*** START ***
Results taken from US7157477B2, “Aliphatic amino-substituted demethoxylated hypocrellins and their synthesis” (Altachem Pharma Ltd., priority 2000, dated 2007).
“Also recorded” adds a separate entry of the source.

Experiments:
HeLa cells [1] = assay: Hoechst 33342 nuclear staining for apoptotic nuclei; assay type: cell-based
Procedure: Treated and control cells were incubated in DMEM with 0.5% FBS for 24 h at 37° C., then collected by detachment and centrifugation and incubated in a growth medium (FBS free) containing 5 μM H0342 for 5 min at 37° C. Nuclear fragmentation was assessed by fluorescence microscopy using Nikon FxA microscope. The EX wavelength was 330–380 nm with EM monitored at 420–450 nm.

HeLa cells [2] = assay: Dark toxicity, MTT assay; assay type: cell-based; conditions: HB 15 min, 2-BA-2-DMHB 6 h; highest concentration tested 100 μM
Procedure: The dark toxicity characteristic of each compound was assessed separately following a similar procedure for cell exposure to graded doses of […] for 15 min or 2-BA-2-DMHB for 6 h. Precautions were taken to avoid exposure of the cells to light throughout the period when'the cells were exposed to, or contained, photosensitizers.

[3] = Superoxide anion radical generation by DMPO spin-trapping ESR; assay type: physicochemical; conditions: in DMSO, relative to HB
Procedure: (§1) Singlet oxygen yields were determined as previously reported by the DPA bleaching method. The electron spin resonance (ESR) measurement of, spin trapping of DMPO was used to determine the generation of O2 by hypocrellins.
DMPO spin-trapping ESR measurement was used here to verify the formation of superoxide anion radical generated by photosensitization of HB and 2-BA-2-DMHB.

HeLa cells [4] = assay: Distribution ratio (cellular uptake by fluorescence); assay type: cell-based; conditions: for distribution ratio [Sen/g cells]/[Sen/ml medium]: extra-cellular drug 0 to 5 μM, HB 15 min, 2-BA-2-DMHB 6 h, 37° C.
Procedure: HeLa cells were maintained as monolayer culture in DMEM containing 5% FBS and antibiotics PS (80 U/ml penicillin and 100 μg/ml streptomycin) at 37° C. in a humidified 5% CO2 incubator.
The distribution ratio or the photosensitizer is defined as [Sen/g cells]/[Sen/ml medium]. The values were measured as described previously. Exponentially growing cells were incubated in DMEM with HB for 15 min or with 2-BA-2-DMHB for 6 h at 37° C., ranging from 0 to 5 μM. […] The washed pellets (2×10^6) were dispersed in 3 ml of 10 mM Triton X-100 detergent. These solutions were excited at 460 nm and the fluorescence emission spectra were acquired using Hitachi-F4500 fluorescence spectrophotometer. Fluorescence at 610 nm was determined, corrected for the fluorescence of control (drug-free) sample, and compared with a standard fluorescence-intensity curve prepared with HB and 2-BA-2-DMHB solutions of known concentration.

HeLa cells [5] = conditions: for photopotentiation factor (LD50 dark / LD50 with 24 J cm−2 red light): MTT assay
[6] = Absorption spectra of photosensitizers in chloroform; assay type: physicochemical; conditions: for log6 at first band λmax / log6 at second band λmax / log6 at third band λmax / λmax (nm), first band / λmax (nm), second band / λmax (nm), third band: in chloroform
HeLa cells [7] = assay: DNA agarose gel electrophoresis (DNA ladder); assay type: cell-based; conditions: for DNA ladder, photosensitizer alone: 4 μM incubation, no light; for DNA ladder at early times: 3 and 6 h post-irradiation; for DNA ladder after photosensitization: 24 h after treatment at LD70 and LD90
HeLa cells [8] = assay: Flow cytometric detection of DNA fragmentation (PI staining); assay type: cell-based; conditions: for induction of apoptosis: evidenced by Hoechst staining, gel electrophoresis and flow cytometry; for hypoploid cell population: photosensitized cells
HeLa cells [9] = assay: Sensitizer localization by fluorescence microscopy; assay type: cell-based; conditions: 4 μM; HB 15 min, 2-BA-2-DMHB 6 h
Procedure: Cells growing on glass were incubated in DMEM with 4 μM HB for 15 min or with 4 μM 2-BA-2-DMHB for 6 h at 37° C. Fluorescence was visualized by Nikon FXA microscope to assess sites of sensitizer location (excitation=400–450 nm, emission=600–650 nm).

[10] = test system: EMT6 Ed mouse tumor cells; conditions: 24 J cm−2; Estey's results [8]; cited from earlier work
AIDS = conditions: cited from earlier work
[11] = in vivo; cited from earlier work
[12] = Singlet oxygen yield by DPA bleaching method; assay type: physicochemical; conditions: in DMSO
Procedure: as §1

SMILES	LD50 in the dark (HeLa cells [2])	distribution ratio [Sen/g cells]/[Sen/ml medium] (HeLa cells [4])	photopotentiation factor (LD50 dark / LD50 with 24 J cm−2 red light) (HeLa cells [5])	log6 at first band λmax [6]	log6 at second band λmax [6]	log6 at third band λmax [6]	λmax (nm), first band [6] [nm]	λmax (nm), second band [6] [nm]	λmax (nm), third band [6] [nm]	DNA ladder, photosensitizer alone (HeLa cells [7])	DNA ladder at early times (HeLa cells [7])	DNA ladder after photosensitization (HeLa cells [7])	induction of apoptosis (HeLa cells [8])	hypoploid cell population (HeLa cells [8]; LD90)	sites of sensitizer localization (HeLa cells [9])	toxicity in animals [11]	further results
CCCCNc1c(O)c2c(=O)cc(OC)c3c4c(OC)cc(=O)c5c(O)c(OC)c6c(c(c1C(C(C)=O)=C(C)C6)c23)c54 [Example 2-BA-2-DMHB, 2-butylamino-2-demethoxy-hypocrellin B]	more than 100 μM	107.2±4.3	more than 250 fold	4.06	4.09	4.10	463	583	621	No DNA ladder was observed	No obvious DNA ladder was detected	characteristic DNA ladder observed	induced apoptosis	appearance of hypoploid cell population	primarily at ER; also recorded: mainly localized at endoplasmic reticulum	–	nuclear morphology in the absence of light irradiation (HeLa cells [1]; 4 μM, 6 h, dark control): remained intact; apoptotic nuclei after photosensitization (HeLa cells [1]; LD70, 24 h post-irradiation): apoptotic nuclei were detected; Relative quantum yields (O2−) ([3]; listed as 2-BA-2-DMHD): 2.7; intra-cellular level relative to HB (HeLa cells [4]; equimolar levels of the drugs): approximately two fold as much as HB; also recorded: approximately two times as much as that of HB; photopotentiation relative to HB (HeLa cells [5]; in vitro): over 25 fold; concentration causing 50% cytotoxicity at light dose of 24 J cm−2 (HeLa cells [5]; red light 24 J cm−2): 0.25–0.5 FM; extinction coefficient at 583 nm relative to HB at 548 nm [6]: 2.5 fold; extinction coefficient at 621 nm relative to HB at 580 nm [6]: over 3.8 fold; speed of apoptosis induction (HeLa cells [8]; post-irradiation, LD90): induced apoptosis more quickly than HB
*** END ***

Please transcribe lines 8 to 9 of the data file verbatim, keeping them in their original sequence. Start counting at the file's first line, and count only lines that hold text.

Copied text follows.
[3] = Superoxide anion radical generation by DMPO spin-trapping ESR; assay type: physicochemical; conditions: in DMSO, relative to HB
Procedure: (§1) Singlet oxygen yields were determined as previously reported by the DPA bleaching method. The electron spin resonance (ESR) measurement of, spin trapping of DMPO was used to determine the generation of O2 by hypocrellins.